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Attaching a camera to telescope


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I am a newbie to telescopes and astrophotography.

Yesterday I bought my first scope celestron nexstar 90GT.

I am a hobbyist photographer so I own a couple of DSLR cameras.

Now I have been doing some research and I believe that I need a 1.25 T2 and also a T mount to suit my camera.

Am I correct or am I missing something?

Thanks in advanced

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Firstly, an ALT / AZ mount isn't ideal for imaging faint deep sky objects due to the field rotation of the object.

Rotation-Animation-With-Box-Small.gif

When using an EQ mount the telescope is rotated thus keeping the subject "fixed" in the field of view

Rotation-Animation-With-Box-EQ-Small.gif

However, you could always use a web cam and stick with luna and bright planets where field rotation won't be an issue due to the short exposures.

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There are two webcams that are popular - the Phillips spc880 / 9i00 and the Microsoft livecam.  The Philips is now quite hard to get hold of, and if you do find them are typically £80 ish   To use the Phillips you need nothing more than a 1.25" nose cone so you simply substitute the eyepiece for the camera.  The MS LIvecam needs a little more modification by fitting the innards into a modified case... but still easily doable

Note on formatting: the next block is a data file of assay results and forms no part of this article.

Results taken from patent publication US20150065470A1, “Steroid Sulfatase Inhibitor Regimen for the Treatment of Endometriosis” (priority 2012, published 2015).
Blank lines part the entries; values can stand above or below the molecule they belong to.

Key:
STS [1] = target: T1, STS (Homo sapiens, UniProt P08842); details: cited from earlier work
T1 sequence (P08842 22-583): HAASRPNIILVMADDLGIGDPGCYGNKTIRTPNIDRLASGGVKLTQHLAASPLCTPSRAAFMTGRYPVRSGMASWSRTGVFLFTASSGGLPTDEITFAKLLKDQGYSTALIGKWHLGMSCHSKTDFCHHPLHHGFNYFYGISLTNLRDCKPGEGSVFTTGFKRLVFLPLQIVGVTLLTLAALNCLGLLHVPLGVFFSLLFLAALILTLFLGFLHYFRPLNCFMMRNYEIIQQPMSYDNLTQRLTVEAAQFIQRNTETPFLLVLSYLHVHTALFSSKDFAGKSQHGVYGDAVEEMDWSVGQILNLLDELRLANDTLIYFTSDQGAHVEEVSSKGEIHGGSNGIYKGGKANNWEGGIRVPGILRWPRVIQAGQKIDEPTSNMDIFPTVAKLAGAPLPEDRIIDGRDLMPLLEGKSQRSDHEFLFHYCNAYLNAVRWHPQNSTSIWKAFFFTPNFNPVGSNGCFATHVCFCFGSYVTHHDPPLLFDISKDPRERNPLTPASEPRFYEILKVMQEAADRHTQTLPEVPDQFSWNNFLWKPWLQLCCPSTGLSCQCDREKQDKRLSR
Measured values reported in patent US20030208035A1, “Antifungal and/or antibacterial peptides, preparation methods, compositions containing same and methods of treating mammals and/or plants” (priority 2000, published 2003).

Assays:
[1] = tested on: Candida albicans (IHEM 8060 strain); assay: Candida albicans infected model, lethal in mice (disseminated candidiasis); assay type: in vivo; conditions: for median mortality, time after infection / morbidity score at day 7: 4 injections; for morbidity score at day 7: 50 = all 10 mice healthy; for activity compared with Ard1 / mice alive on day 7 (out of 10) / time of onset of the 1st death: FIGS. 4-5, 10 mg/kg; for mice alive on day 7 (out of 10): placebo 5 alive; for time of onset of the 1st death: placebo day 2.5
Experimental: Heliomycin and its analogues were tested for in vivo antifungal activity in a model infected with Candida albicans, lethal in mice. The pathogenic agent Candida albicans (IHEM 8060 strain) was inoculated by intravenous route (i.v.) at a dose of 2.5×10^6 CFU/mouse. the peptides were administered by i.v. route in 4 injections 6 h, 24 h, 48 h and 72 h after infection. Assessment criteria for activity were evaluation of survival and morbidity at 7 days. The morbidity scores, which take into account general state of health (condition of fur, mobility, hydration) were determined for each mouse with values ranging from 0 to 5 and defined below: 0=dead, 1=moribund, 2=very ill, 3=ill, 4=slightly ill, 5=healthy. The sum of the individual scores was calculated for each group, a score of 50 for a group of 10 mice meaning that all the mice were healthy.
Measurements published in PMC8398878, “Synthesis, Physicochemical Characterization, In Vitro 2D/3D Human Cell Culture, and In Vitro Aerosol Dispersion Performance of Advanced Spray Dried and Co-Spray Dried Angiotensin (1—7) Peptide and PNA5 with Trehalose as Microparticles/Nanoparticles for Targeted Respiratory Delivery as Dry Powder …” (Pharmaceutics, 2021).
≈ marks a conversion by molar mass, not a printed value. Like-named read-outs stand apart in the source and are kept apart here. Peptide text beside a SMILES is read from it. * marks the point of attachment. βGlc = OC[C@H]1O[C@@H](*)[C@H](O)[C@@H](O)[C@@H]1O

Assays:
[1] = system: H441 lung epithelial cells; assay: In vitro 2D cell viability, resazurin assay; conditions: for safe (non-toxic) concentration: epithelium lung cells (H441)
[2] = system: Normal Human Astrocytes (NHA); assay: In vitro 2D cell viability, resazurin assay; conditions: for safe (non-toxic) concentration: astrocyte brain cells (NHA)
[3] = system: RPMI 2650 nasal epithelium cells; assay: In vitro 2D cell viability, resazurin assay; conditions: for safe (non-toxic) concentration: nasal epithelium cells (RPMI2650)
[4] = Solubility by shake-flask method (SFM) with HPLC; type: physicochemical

The next phase would be to buy a dedicated planetary camera, and then a fast CCD camera that can take short exposures of faint objects, thus removing some of the field rotation issue... but these are not cheap, and you would be better off investing the cash in an EQ mount and using the correct T ring to mount the DSLR camera body to the scope.

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You are correct on what you need. You'll also need to learn how to shoot flats (have a look at the Deep Sky Stacker help) as 1.25" fittings will introduce a lot of vignetting.

As long as you can achieve a reasonable balance (by moving the tube forward) you should be able to get a start on some Deep Sky imaging. There are some inherent challenges and limitations though. You will be limited in exposure time depending on where you're aiming... 30 - 40 seconds in North-South and overheard, up to maybe 2 minutes, low in the east and west. Also, the drive accuracy may not be up to manageing many 2 minute exposures. My NexStar SLT was pretty good up to 1 minute, dropping maybe only 1 in 10 frames due to drive errors, but at 2 minutes, I was losing 50%. Shoot a very large number of frames, and see how you get on (I was able to get the bubble nebula with an unmodded dSLR). 

Good luck.

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